This is one of our favourites from the folks at Indelible Grace. Anne Steele’s words give us permission to honestly say to God that sometimes, our hope is fainting, it’s hanging on by a thread. The guys at Capitol Hill Baptist use a different tune, though I prefer this one personally – there’s space to almost “sigh” after each line as we “breathe our sorrows” to the ear of sovereign grace.

3. Darkness – Psalm 88 (Matt Searles)

(LyricsSheet Music)

Matt Searles has been putting out some excellent settings of Psalms, and this is no exception. I like the easy to sing tune, and how it pretty much tracks with each line of Psalm 88.

4. Hide Away in the Love of Jesus (Sovereign Grace Music)

(Lyrics and Sheet Music)

We’ve sung this regularly at Howick Baptist. Each verse talks about a type of person that needs to hide away in the love of Jesus. The first verse in particular helps me put my tired and weak heart into the hands of Jesus:

Come, weary saints, though tired and weak
Hide away in the love of Jesus
Your strength will return by His quiet streams
Hide away in the love of Jesus

5. God Moves (William Cowper, arr. Bob Kauflin)

(Lyrics and Sheet Music)

Veteran worship leader and songwriter Bob Kauflin wrote this arrangement in response to the 2004 Boxing Day Tsunami. Cowper’s words were written in the midst of terrible depression. The combination of text and tune has been good for our church to sing over the years:

So God we trust in You
O God we trust in You
When tears are great
And comforts few
We hope in mercies ever new
We trust in You

 


I’m really only scratching the surface here, so please feel free to suggest other laments. I’m particularly interested if you know of songs / psalm settings that are bold enough to stay with the singer in darkness (e.g. Psalm 88, which ends with “darkness my closest friend”).

It Is Well With My Soul

(This article was first published in the Baptist Magazine website: http://baptistmag.org.nz/discipleship/it-is-well-with-my-soul/).


“Saved alone”

These were the first two words that Anna Spafford telegrammed her husband, Horatio, after the ship that she and her four daughters were on sank in a shipwreck that claimed 232 lives – including their four daughters. In the small hours of November 22nd 1873, the transatlantic steamer Ville du Havre collided with another iron sailing vessel. Passengers tumbled and fell. There was darkness and confusion. Within two hours, the entire ship had perished beneath the waves.

As a grief-stricken Horatio sailed across the Atlantic to reunite with his wife in Europe, the ship’s captain called him aside and informed him that they were now passing over the place where the Ville du Havre went down. Overcome with grief, Horatio retired to his cabin and poured out the words which have become one of the church’s most beloved hymns, “It is Well with my Soul.”

The story behind this hymn is retold over and over again by preachers and hymn enthusiasts as an example of firm faith in God during difficult times.

Let’s take a closer look at the hymn…


 

Edify Conference – building the church in word and song – set list

It was a joy over the weekend to serve at the first Edify Conference, hosted at our home church (Howick Baptist). We had a great time opening the Word and considering the importance of what we do when we sing together as the gathered church.

Cheryl and I were in Sydney for Emu Music’s Word in Song Conference last year, and in 2011 got to attend the WorshipGod conference hosted by Bob Kauflin. And after talking about the idea of a music / gathered worship conference on and off for years, it was great to finally have a go at hosting one in NZ ourselves in partnership with Rowan Hilsden and the team at Auckland EV.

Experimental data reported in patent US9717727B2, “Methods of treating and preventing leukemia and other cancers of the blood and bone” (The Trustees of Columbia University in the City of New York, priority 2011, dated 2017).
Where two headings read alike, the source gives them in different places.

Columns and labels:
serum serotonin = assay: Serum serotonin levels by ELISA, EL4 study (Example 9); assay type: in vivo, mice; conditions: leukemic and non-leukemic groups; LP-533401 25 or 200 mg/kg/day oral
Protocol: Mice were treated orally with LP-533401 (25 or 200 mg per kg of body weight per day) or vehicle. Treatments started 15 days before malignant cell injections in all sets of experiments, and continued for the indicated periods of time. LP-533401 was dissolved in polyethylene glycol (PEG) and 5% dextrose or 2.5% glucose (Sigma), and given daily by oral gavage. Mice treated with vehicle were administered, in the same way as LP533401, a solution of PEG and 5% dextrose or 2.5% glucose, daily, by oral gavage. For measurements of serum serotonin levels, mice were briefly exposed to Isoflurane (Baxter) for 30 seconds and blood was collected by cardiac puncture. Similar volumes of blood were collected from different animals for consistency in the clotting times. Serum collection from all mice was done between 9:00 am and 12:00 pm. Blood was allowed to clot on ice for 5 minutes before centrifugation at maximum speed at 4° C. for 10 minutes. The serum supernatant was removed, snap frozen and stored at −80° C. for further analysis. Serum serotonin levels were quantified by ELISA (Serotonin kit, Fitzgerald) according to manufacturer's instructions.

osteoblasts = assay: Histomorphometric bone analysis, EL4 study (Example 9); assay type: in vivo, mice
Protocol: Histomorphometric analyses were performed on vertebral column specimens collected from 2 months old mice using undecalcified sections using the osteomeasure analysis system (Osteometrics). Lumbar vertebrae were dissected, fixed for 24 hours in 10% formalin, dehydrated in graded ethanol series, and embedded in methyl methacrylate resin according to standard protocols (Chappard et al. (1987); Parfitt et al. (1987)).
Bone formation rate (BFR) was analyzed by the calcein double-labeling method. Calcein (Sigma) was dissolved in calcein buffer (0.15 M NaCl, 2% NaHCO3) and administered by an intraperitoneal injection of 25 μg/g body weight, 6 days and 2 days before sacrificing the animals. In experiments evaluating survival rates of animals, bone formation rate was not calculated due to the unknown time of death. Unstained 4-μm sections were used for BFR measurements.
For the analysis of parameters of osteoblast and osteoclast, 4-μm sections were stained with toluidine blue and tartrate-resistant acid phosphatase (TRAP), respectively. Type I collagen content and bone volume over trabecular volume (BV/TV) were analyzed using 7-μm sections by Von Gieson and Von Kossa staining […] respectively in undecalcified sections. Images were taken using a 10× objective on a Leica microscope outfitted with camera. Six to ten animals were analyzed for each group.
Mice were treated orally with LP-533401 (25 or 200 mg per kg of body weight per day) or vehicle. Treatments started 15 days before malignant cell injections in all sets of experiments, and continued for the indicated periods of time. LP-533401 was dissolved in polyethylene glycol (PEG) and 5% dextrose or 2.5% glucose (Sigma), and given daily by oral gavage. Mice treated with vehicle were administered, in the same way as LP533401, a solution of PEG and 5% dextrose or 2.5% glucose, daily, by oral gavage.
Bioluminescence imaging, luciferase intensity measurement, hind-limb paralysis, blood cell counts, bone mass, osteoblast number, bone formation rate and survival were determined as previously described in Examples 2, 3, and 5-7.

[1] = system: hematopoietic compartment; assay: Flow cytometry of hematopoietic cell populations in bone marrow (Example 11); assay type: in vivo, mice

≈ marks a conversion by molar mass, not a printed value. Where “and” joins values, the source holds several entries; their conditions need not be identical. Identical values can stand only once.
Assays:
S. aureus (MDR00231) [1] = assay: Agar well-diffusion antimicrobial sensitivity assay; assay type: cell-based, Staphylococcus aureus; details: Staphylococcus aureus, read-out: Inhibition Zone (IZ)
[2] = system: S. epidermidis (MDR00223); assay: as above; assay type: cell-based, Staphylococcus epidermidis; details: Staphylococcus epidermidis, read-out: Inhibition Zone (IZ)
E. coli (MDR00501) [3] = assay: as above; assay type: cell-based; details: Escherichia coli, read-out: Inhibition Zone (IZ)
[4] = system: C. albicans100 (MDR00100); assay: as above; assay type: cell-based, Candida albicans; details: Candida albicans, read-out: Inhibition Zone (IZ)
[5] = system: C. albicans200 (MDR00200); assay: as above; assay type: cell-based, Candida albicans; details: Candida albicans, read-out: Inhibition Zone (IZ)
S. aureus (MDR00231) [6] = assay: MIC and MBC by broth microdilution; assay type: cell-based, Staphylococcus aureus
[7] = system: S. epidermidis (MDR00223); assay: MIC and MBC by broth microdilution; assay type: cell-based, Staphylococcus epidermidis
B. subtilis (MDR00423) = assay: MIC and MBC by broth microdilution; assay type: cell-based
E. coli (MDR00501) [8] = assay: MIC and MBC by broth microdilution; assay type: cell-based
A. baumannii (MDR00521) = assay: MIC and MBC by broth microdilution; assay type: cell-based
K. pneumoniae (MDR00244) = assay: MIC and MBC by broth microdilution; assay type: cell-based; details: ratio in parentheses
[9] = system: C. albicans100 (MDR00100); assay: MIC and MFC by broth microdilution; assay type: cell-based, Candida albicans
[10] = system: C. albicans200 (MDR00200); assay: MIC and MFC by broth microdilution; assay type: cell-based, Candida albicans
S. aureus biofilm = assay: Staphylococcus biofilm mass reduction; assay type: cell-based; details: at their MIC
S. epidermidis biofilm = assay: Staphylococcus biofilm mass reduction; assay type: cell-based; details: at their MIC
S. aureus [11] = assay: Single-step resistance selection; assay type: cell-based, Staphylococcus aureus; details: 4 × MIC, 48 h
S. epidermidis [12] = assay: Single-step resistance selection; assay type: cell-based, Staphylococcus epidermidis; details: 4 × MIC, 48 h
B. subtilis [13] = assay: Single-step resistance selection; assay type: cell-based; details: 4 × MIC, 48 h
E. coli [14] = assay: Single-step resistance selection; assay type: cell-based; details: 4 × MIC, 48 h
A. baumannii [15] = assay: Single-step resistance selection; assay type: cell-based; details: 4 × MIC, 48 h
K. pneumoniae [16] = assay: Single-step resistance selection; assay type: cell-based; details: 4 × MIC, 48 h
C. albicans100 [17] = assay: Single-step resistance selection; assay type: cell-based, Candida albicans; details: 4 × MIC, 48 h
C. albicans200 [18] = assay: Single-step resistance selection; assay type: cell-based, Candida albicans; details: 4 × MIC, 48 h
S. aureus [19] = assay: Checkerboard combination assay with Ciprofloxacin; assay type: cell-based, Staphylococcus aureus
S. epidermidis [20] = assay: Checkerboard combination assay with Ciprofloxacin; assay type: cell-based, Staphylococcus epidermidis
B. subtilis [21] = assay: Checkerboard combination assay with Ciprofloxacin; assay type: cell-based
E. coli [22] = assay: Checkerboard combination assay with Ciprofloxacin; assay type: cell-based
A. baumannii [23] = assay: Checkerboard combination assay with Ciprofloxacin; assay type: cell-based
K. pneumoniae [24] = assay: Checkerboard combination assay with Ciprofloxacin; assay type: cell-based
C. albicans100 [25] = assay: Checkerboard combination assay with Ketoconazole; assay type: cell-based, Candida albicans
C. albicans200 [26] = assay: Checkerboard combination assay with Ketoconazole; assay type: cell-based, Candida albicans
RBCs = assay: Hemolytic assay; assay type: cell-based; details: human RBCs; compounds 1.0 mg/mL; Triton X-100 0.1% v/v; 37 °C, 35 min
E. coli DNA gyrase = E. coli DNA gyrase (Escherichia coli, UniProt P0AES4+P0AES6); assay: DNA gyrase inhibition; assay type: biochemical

It was also neat to meet and get to know Greg Cooper, a songwriter and musician from Sydney who served on the Edify band on Friday night and led several workshops on Saturday. I personally learned a lot from observing and considering how skillfully he played the guitar – in a way that served the band and supported the church singing. I also loved his servant-hearted attitude and easy-going nature.

I enjoyed playing guitar and sing in the Edify bands – once on Friday with a full band, and again on Saturday morning with a stripped-back, acoustic team. It was good to have a go at modelling congregational church music for different contexts.

A few people asked for the songs we sang over the weekend, so here is the set list below:

SPOTIFY PLAYLIST:

 

FRIDAY: CONCERT / EVENING OF WORD AND SONG

SATURDAY: MAIN SESSION 2

 


Haste thee on from grace to glory

Haste Thee On to Grace and Glory - artwork by Cheryl Chong

Artwork by Cheryl Chong. Lyrics from the hymn Jesus I My Cross Have Taken (the Indelible Grace version is our favourite).

We gave a print of this to the Fleener family as a goodbye present. I (William) think it’s a hymn lyric that captures the hope of eternity that helps us to press on in sacrifice – whether it’s moving to the ends of the earth to preach the gospel, or staying in your neighbourhood to do the same.

Go, then, earthly fame and treasure,
Come disaster, scorn and pain
In Thy service, pain is pleasure,
With Thy favor, loss is gain
I have called Thee Abba Father,
I have stayed my heart on Thee
Storms may howl, and clouds may gather;
All must work for good to me.

Soul, then know thy full salvation
Rise o’er sin and fear and care
Joy to find in every station,
Something still to do or bear.
Think what Spirit dwells within thee,
Think what Father’s smiles are thine,
Think that Jesus died to win thee,
Child of heaven, canst thou repine.

Haste thee on from grace to glory,
Armed by faith, and winged by prayer.
Heaven’s eternal days before thee,
God’s own hand shall guide us there.
Soon shall close thy earthly mission,
Soon shall pass thy pilgrim days,
Hope shall change to glad fruition,
Faith to sight, and prayer to praise!